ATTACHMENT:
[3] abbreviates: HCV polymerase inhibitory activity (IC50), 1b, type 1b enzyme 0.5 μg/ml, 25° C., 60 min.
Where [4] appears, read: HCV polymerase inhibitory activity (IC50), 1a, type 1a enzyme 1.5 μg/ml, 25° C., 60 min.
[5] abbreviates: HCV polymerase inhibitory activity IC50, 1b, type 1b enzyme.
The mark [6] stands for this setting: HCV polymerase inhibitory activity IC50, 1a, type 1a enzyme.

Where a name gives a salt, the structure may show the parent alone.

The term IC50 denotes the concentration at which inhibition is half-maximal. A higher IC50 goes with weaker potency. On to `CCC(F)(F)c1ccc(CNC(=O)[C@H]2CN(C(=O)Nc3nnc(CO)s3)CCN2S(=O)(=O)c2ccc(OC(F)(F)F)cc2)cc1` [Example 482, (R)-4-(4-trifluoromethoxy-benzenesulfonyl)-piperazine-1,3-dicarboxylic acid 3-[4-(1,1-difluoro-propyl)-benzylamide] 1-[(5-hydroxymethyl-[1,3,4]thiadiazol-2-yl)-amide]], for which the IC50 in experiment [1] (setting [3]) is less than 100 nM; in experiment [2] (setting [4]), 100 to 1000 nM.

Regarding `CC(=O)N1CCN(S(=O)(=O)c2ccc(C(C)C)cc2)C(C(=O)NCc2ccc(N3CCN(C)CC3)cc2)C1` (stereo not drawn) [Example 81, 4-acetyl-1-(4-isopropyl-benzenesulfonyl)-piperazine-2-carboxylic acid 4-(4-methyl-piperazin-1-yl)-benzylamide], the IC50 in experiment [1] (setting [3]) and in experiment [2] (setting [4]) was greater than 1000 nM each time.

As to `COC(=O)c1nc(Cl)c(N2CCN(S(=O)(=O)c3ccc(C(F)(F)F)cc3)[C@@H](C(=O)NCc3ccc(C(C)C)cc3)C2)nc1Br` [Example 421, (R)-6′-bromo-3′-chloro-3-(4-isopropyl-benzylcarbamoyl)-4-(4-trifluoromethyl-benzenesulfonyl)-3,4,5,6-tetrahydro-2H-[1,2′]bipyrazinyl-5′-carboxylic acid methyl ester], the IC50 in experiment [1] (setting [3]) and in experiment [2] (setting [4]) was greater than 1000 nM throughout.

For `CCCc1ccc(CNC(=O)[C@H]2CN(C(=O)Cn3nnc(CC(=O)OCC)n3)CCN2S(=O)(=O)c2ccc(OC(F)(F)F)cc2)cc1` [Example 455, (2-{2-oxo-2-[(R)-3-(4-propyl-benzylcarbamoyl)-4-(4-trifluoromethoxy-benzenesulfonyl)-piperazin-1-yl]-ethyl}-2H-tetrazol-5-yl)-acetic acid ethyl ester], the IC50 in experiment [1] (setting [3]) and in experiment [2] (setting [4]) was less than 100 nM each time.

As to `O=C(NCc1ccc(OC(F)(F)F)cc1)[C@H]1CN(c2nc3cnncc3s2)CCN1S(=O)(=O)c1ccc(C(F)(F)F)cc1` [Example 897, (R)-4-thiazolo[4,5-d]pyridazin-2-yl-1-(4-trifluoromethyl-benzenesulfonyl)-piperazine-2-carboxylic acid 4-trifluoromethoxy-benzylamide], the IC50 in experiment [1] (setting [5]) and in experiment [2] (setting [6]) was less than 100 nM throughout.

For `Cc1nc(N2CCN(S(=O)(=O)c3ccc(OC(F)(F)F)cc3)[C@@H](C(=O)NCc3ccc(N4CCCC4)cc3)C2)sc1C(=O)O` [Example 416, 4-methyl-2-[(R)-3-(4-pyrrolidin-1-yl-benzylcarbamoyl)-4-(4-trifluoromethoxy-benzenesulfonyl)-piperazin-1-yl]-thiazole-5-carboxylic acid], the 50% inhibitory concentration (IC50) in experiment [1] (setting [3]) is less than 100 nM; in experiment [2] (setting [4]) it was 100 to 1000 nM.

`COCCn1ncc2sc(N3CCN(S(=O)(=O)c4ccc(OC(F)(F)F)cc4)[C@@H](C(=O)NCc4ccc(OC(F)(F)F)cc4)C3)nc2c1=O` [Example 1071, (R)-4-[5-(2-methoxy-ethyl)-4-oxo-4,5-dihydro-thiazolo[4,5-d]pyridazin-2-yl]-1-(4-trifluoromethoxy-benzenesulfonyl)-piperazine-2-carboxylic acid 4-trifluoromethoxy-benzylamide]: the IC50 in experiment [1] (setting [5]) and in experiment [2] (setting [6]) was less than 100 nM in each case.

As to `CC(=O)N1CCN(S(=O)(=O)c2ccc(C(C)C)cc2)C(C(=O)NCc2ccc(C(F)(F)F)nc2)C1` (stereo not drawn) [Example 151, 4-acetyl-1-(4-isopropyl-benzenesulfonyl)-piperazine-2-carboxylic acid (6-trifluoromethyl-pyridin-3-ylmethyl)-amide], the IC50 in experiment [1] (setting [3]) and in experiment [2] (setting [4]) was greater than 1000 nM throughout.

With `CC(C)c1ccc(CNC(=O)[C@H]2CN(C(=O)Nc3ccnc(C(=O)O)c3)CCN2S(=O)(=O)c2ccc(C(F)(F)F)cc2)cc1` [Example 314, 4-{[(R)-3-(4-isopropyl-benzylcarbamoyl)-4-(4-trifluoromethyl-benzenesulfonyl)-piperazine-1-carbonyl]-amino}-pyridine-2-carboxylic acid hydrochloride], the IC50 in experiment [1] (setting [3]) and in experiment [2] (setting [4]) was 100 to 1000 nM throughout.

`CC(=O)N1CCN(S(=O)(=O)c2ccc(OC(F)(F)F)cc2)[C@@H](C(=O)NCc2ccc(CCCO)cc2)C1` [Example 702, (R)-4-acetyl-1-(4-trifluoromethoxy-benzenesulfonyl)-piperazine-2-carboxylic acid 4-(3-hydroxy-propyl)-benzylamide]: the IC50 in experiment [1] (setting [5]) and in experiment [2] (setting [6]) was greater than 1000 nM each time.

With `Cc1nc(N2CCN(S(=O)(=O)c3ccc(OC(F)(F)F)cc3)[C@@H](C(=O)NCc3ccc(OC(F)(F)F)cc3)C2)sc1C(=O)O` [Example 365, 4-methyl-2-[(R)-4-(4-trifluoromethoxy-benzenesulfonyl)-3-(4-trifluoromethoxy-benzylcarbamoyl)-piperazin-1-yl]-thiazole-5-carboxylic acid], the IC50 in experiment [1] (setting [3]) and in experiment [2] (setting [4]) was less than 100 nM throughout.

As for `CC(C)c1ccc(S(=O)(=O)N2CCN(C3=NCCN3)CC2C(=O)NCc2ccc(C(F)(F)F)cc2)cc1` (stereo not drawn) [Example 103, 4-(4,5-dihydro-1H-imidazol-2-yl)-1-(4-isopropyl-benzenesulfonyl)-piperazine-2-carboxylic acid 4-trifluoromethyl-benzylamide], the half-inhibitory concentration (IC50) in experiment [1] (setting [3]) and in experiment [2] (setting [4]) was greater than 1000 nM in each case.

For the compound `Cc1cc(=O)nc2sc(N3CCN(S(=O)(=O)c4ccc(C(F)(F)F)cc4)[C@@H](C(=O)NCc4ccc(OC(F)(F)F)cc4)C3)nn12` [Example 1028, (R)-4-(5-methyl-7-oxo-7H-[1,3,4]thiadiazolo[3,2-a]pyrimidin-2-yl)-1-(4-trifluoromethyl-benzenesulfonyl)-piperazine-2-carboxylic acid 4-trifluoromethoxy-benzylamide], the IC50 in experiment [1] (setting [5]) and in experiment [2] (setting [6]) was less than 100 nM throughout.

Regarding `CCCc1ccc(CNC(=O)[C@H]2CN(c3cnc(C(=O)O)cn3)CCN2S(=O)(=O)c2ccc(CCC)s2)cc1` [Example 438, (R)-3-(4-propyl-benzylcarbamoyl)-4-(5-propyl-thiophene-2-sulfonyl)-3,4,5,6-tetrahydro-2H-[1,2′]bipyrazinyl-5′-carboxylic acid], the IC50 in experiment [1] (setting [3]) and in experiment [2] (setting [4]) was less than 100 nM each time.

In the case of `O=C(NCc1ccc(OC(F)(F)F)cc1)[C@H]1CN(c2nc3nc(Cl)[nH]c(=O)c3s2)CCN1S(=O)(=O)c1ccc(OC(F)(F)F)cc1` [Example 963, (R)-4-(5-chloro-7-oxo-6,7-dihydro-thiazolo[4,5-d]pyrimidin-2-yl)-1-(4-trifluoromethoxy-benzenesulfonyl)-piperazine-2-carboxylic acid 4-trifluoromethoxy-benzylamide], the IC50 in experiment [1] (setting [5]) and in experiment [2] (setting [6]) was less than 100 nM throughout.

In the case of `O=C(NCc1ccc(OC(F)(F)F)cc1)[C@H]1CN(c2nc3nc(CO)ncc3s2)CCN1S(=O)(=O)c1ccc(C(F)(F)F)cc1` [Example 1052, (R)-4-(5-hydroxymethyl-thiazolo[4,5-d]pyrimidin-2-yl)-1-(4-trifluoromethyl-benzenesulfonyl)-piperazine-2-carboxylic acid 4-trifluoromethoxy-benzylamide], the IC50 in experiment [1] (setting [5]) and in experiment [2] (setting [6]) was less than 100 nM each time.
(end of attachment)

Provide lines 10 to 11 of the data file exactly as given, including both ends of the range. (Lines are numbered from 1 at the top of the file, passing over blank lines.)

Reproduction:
As to `O=C(NCc1ccc(OC(F)(F)F)cc1)[C@H]1CN(c2nc3cnncc3s2)CCN1S(=O)(=O)c1ccc(C(F)(F)F)cc1` [Example 897, (R)-4-thiazolo[4,5-d]pyridazin-2-yl-1-(4-trifluoromethyl-benzenesulfonyl)-piperazine-2-carboxylic acid 4-trifluoromethoxy-benzylamide], the IC50 in experiment [1] (setting [5]) and in experiment [2] (setting [6]) was less than 100 nM throughout.

For `Cc1nc(N2CCN(S(=O)(=O)c3ccc(OC(F)(F)F)cc3)[C@@H](C(=O)NCc3ccc(N4CCCC4)cc3)C2)sc1C(=O)O` [Example 416, 4-methyl-2-[(R)-3-(4-pyrrolidin-1-yl-benzylcarbamoyl)-4-(4-trifluoromethoxy-benzenesulfonyl)-piperazin-1-yl]-thiazole-5-carboxylic acid], the 50% inhibitory concentration (IC50) in experiment [1] (setting [3]) is less than 100 nM; in experiment [2] (setting [4]) it was 100 to 1000 nM.